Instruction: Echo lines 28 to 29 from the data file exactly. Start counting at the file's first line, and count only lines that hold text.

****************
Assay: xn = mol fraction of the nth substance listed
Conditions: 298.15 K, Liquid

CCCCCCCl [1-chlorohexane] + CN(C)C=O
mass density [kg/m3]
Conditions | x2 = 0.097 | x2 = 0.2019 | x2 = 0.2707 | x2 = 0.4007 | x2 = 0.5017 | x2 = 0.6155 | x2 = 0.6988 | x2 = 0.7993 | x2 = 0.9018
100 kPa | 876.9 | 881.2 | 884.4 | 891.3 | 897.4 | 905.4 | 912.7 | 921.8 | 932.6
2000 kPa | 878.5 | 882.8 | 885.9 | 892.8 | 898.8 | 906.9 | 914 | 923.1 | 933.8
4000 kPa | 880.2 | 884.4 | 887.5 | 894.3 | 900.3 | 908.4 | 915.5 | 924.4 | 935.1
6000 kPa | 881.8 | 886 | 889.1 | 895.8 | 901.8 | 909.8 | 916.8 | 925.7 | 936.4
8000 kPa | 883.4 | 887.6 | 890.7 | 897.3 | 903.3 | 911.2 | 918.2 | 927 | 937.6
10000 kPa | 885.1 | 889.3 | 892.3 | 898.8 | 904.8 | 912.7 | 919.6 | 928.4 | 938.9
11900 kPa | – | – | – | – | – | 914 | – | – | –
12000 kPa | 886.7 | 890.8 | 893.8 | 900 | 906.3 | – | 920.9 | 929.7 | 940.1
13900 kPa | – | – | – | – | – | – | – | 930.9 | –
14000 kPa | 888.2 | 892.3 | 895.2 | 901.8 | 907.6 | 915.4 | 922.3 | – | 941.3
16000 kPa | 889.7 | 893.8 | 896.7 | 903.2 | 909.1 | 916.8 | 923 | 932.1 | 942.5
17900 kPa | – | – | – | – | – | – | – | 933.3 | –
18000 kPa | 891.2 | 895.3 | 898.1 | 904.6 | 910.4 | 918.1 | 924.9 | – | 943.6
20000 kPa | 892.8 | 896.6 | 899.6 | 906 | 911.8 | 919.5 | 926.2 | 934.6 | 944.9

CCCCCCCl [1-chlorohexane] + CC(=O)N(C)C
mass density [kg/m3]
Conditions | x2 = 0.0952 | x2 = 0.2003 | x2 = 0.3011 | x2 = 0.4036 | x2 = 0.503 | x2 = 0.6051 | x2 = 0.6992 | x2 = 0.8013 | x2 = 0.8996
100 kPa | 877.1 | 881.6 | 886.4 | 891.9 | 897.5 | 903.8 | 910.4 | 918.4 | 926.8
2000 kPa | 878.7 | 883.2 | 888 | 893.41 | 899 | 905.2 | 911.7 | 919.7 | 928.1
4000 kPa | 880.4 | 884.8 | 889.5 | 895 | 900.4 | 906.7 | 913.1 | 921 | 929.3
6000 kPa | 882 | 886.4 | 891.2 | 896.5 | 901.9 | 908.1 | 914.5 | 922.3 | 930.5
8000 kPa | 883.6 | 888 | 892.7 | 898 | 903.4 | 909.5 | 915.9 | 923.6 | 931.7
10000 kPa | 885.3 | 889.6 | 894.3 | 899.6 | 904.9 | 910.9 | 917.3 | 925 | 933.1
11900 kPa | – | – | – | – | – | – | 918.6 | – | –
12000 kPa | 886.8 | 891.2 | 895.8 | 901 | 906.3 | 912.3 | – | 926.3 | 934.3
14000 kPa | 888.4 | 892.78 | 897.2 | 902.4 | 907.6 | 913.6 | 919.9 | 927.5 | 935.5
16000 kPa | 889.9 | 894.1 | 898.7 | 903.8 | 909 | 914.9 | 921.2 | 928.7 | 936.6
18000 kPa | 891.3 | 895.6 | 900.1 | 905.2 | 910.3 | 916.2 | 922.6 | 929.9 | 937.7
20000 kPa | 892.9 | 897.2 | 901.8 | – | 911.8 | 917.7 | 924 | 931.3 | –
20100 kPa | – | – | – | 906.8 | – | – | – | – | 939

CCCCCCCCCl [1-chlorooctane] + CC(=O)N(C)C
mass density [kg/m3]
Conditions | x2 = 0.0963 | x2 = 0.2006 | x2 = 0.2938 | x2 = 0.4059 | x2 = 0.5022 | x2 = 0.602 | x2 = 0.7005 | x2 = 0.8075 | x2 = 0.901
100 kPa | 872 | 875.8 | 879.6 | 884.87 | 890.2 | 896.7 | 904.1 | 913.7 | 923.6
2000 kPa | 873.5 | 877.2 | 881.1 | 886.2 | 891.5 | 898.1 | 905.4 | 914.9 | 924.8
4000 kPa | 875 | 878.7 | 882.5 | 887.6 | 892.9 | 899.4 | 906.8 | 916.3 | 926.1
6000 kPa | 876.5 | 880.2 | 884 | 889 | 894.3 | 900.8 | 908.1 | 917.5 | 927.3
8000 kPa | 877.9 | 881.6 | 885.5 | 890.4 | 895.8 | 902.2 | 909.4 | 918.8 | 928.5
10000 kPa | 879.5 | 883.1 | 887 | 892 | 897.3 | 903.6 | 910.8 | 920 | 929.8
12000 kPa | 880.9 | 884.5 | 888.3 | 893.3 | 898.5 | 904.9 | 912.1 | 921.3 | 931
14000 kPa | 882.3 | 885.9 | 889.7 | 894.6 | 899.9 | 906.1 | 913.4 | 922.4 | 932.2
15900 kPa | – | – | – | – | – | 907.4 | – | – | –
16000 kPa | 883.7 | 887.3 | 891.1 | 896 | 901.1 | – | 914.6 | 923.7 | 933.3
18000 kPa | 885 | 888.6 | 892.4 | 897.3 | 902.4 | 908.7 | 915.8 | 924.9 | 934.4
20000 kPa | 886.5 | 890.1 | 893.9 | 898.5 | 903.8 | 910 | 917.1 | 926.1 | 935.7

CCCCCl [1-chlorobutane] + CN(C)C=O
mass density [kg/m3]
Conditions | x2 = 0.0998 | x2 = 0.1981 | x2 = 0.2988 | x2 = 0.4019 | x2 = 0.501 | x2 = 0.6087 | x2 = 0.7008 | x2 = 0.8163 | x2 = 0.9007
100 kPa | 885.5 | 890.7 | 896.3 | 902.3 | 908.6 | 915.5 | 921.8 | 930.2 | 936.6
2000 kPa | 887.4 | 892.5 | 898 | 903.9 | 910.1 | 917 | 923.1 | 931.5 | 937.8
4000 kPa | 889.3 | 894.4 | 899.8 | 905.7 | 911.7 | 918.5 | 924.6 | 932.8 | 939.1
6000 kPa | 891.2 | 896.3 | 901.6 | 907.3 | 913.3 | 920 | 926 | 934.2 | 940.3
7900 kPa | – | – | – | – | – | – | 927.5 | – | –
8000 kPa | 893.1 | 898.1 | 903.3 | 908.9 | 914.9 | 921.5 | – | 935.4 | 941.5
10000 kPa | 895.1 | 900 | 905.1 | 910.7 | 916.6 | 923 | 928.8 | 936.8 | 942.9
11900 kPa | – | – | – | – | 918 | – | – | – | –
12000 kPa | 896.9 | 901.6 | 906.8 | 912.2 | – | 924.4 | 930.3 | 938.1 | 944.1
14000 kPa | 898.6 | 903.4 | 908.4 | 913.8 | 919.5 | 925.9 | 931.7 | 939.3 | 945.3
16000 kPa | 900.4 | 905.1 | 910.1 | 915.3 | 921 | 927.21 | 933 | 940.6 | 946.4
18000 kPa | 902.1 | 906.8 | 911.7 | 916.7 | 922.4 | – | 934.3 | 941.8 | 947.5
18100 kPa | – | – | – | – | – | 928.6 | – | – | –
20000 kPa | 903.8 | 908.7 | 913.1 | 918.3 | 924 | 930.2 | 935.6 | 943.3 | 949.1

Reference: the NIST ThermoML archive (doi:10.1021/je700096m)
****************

10000 kPa | 885.3 | 889.6 | 894.3 | 899.6 | 904.9 | 910.9 | 917.3 | 925 | 933.1
11900 kPa | – | – | – | – | – | – | 918.6 | – | –